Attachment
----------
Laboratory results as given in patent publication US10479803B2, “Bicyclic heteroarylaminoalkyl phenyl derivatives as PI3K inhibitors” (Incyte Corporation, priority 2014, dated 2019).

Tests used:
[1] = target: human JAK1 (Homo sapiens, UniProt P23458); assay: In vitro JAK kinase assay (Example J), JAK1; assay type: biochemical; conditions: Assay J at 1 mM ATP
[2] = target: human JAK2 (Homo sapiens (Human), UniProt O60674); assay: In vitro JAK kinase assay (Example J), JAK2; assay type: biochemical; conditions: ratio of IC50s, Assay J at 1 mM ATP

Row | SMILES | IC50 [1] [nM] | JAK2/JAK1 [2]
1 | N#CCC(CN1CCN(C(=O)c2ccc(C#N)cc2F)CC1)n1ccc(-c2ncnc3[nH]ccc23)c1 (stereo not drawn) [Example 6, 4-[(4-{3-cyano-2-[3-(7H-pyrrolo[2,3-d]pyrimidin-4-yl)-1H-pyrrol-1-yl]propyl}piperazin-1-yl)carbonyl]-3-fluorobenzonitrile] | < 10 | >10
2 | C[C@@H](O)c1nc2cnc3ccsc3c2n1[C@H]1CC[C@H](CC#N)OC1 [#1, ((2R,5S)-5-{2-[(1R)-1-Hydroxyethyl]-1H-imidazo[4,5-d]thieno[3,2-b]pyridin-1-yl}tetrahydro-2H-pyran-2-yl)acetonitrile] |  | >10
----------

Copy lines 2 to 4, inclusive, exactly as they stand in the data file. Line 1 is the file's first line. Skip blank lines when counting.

Tests used:
[1] = target: human JAK1 (Homo sapiens, UniProt P23458); assay: In vitro JAK kinase assay (Example J), JAK1; assay type: biochemical; conditions: Assay J at 1 mM ATP
[2] = target: human JAK2 (Homo sapiens (Human), UniProt O60674); assay: In vitro JAK kinase assay (Example J), JAK2; assay type: biochemical; conditions: ratio of IC50s, Assay J at 1 mM ATP